In America, we've had a long-standing love affair with our automobiles because they fulfill our needs on many levels. At a very basic level, they provide us transportation to maintain our independence. At a higher level, our cars can be an extension of who we are: our lifestyles wrapped up in metal, fabric, plastic and rubber. According to the American Automobile Association (AAA), by 2030, more than 70 million Americans will be age 65 or older, and at least 90 percent of them will be licensed to drive. In a recent study, they found that more than one-third (37 percent) of drivers age 65 and up had at least one critical safety issue with their vehicle.
On any given day, hundreds of Ohio families consider whether an aging loved one can still drive safely. Thankfully, through new features and innovations from the auto industry, these families aren't stuck with just the question of if, but also can consider how a loved one can retain his independence and keep driving. The key may be in helping the individual find a vehicle with the proper fit.
Many of the standard safety features on cars manufactured in the last 15 years (e.g., airbags, adjustable seats, headrests and mirrors, adjustable steering, increased visibility) are the same ones experts recommend to keep older drivers safely on the road longer. But, simple design elements also can contribute to driver safety and comfort. Ask yourself a few questions about the car you are or a loved one is driving:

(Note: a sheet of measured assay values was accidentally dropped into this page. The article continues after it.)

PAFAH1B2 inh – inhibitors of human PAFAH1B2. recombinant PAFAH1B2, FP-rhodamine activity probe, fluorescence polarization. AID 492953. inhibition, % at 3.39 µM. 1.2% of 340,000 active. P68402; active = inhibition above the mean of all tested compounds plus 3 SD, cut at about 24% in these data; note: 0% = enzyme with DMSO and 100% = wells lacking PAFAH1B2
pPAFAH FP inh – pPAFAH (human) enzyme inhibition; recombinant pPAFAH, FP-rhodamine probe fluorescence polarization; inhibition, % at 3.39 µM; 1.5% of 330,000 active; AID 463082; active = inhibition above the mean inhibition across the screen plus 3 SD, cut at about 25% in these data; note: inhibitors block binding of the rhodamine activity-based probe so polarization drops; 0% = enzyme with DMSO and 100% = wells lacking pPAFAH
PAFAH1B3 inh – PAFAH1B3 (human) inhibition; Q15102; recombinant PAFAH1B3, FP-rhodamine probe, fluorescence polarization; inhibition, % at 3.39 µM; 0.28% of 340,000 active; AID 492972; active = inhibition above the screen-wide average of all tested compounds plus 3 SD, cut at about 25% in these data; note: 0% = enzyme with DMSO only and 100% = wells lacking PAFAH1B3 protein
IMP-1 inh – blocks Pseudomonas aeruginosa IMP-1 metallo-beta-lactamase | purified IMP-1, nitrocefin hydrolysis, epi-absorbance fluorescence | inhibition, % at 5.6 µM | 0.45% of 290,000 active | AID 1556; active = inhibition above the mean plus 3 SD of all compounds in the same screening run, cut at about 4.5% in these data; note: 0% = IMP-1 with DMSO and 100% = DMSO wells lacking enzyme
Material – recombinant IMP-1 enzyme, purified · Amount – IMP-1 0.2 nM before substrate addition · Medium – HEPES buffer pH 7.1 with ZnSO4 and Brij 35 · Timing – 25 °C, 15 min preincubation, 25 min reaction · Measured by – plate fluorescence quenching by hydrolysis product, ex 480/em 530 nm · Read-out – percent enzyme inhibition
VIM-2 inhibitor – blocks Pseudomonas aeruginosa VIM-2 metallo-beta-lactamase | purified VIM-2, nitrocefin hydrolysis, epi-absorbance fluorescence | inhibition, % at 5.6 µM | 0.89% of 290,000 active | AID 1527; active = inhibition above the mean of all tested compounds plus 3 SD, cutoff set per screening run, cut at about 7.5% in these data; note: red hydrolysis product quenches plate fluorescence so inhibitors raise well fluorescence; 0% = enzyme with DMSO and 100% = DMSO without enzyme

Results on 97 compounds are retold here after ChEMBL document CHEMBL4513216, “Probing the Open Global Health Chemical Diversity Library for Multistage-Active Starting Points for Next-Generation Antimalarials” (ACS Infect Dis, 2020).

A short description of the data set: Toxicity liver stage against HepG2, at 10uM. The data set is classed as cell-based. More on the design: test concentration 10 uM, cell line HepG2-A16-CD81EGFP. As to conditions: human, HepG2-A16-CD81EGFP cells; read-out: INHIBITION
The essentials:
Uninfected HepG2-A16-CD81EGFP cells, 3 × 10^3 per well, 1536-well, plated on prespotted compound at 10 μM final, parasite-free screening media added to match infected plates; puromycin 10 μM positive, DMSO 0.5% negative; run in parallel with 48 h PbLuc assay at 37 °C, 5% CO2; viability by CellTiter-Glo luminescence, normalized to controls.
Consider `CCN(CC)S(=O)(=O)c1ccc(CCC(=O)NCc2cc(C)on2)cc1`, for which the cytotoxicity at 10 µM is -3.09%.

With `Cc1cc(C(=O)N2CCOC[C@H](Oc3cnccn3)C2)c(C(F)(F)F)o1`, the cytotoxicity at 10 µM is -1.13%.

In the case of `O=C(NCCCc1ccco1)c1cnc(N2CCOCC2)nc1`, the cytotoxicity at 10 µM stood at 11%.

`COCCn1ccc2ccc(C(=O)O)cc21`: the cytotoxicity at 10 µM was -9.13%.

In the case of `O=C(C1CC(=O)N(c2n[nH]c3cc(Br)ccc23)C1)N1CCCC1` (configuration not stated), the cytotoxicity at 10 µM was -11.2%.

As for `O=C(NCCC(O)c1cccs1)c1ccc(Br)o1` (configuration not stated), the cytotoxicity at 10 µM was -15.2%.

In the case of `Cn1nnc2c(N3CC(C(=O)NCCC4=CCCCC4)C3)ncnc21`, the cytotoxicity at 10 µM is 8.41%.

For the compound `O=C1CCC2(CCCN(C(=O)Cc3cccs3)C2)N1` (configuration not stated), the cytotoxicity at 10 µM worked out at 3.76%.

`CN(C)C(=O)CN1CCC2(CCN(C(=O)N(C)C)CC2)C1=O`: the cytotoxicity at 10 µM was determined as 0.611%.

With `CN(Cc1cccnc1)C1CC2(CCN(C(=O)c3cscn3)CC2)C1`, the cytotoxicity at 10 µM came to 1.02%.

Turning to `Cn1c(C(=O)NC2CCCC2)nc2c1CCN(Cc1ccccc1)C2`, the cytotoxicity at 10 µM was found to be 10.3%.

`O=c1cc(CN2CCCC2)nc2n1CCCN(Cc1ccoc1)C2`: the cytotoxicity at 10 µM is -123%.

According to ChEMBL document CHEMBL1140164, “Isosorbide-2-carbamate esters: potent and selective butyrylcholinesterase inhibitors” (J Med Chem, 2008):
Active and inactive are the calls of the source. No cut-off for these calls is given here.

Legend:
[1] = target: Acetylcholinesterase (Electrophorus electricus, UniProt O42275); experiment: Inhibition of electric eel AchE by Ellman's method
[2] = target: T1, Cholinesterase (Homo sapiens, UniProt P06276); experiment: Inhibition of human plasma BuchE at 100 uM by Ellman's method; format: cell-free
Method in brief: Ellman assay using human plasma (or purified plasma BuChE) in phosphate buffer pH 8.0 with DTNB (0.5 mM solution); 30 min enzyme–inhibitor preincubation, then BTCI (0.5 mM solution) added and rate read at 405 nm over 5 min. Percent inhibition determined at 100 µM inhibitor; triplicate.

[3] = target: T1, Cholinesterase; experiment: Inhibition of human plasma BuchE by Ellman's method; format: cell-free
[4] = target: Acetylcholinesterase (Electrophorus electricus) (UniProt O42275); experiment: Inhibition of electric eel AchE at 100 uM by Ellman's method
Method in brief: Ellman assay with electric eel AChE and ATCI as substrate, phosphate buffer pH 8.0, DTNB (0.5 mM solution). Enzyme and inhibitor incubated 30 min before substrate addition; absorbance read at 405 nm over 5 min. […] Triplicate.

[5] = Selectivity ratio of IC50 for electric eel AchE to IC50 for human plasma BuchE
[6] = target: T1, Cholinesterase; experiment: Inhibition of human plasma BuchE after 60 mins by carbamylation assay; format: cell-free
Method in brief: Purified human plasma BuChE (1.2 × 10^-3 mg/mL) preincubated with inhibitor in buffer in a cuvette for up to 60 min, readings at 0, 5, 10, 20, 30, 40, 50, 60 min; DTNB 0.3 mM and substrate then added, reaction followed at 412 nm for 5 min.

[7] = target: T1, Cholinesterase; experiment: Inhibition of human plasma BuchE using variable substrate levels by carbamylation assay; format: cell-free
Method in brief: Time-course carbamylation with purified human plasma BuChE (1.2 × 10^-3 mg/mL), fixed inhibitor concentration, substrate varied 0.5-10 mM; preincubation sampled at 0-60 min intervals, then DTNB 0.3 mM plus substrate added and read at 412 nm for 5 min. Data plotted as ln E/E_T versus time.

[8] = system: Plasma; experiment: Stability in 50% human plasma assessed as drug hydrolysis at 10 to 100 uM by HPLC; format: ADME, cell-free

- Is the vehicle easy to get into and out of? Some cars can be too low, requiring bending and ducking, while others can be too tall, requiring the driver to unsafely climb aboard.
- Do you fit? Can you position your seat a safe distance (at least 10 inches) from the steering wheel and the airbag it contains? Can you confidently reach the pedals from this distance?
- Are the controls within reach, easy to see and read, and mounted near eye-level to reduce the need to look away from the road? Do the controls fit your hand and are they simple to operate?
Here are a few practical "options" that may provide additional safety:
- Power seats, windows and mirrors;
- Power adjustable foot pedals;
- Extendable visors;
- Power, six-way adjustable seats;
- Keyless entry and ignition;
- Rear-mounted camera;
- Collision warning systems and parking sensors; and
- Satellite navigation systems.
Make sure the driver fully understands how to use these options effectively.
According to Forbes.com, about one-fifth of all new vehicle buyers are age 65 and older. Manufacturers know this and are building vehicles that have the styling and performance we want with the safety and comfort we need, all without reminding us that we are getting older. With some critical thinking about your driving needs, most of us can continue to "own the road" with the confidence that we and our loved ones are safe.
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